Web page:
NY Dems ready to rush new gun restrictions into law

AP Photo/Seth Wenig

The votes haven’t been cast yet, but the results seem set in stone after New York Democrats, including Gov. Kathy Hochul and legislative leaders in both chambers announced an agreement on a sweeping package of ten new gun control laws that they’re pledging to put on the books before the legislature adjourns next Thursday.

The bills include a number of new restrictions on legal gun owners, who are already subject to some of the most draconian gun laws in the nation, as well as expansions of some of the gun control laws that are already in place.

The new laws sought by moderate Democratic Gov. Kathy Hochul and the state’s liberal Legislature would further tighten and strengthen New York’s gun ownership restrictions, including raising the age from 18 to 21 for the purchase of semi-automatic rifles like those used in the recent shootings.

… The Red Flag law, which allows for the seizure of guns from individuals determined to pose a risk to themselves or others, would be expanded to allow more people — such as health practitioners — to file risk orders. And it requires, rather than allows, law enforcement to file an order if credible information emerges.

The alleged shooter in Buffalo, who is age 18, was previously referred for a mental health evaluation and counseling after reportedly threatening a shooting at his high school last year. But the police who investigated and school administrators did not file under the Red Flag law to block him from possessing guns.

“There was nothing stopping either of those stakeholders, the police, the school administrator, from filing a petition, while waiting for the mental health evaluation,” Fischer said. “If we put a law on the books that requires law enforcement to look a little further, it’s more likely that this will be tapped into and that that law enforcement on the ground will be trained to know that this is a tool that they can use.”

The package set to pass in New York also includes adding semi-automatic rifles to the weapons requiring a permit available to those over the age of 21. The state currently requires permits for handguns, but not rifles.

An age restriction on rifle sales in California has faced a constitutional challenge, but Fischer said that adding it to the existing permitting regime should insulate it from potential litigation.

Uh, no. That’s not how it works. My guess is that almost every one of these new laws is going to be subject to litigation, though it’s likely that the current lawsuits challenging age restrictions in California and Florida will get to the Supreme Court for potential review before any lawsuit taking on New York’s under-21 gun ban reaches the highest court in the land.

But Democratic lawmakers aren’t really worried about having their laws declared unconstitutional by the courts, at least not for the moment. They’re in full “do something” mode and their priority is putting the laws in place, not debating whether or not any or all of them violate the civil rights of gun owners.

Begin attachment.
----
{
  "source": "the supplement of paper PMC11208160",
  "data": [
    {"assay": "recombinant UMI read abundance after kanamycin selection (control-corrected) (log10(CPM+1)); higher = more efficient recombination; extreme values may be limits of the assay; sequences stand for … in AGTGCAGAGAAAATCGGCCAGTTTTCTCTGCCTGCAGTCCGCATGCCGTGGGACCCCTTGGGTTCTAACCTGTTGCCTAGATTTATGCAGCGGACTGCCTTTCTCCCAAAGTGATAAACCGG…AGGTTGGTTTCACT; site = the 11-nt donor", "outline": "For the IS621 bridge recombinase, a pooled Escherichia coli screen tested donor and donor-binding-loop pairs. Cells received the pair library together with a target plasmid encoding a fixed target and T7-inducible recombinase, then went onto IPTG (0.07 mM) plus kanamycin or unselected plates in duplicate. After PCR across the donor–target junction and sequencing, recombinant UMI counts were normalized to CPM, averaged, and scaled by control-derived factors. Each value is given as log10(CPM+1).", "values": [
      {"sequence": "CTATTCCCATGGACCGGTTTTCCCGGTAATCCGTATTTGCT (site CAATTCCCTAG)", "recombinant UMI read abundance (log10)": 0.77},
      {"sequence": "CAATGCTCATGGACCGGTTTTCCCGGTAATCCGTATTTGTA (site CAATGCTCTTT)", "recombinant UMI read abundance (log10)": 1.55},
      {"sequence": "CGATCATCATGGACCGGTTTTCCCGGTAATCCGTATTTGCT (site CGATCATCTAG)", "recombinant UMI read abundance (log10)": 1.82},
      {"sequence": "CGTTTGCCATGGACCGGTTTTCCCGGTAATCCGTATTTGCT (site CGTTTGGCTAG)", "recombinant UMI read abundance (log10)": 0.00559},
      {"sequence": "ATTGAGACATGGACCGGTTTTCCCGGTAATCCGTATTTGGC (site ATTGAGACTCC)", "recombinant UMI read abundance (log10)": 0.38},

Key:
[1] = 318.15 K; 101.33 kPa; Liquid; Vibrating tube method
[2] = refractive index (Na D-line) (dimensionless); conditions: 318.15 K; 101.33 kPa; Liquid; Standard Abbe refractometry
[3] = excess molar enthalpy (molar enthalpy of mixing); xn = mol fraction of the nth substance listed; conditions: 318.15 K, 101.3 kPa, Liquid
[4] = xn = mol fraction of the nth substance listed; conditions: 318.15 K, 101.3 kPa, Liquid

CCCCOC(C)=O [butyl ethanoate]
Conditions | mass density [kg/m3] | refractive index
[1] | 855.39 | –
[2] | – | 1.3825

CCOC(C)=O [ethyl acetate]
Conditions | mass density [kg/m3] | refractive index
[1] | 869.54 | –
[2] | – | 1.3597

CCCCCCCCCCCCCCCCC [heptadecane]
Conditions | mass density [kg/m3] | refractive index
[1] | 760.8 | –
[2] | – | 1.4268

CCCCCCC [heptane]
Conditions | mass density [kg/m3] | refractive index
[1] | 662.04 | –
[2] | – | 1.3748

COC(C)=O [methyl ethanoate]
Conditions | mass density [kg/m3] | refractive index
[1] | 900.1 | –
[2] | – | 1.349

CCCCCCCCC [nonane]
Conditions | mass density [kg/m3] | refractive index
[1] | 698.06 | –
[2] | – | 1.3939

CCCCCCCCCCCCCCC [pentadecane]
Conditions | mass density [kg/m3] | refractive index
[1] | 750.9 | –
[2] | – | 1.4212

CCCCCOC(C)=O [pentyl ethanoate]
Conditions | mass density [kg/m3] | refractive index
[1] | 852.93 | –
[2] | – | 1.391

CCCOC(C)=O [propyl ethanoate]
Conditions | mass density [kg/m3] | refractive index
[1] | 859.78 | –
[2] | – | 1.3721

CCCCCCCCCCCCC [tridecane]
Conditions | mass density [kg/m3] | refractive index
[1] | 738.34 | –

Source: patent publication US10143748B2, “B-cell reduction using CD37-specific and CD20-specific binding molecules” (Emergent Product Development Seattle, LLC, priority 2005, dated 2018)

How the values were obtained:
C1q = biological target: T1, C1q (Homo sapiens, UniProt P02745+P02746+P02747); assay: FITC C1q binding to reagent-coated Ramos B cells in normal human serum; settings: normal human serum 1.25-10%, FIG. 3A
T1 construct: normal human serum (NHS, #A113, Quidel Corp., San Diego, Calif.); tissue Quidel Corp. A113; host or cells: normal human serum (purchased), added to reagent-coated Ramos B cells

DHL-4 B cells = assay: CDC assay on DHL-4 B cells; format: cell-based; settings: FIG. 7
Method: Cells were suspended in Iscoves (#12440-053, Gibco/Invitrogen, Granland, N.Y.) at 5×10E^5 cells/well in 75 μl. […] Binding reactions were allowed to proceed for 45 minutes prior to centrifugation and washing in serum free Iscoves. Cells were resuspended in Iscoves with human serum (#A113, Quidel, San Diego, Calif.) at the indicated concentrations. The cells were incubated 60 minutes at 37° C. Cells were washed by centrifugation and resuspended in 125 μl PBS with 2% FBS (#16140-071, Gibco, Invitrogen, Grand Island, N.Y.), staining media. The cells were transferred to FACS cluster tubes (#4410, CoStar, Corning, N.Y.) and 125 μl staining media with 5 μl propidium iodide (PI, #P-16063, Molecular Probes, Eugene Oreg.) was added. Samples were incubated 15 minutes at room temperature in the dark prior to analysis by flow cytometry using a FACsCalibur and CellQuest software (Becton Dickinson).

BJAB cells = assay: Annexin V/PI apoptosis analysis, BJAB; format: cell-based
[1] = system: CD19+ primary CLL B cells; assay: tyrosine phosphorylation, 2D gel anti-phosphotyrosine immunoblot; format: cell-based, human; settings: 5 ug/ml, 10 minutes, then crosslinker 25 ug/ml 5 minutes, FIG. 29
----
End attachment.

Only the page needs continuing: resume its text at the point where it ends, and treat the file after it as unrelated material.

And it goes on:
Other provisions in the gun control package include new record keeping requirements that the NRA says will drive every gun dealer out of the state, as well as a microstamping law that will likely put a stop to the sale of all new models of semi-automatic pistols going forward, given that no firearms manufacturer currently produces microstamped firearms. The microstamping requirement is just one of the nonsensical proposals that are getting a green light from anti-gun lawmakers despite the fact that studies have shown that the microstamping can be easily defeated, either by swapping out firing pins or by defacing the microstamp. And those are just the start of the fundamental flaws in the proposal, as one study conducted by microstamping advocates demonstrated.

Because the alpha-numeric codes are frequently illegible, the study attempted to use expensive Scanning Electron Microscopes (SEM) to read the corresponding gear codes also imprinted on fired cartridges. The gear codes are meant to contain the same information as the alphanumeric code. The study concluded that even with advanced technology, “a full gear code appears to be rare and dependent on the weapon that made the impression.”

… There is also the variety of ammunition to consider. Working with just a sample of ammunition available to the public, both of these studies found that the presence of a lacquer coating on the casing of one brand degraded the ability to transfer the identifier number. Not only did the use of SEM technology fail to solve the problems associated with microstamping, but the authors also note that few crime labs have the imaging technology at their disposal to begin with. And all of this effort would be in pursuit of a technology that is easily defeated in seconds by using common tools or by switching out the engraved firing pin for an unmarked, readily available spare firing pin.

Microstamping isn’t a crime-fighting tool. It’s a slow-motion gun ban, and for the Democrats looking to “do something” in Albany in the coming days, that’s not a bug but a feature.

Aug 18, 2022 5:30 PM ET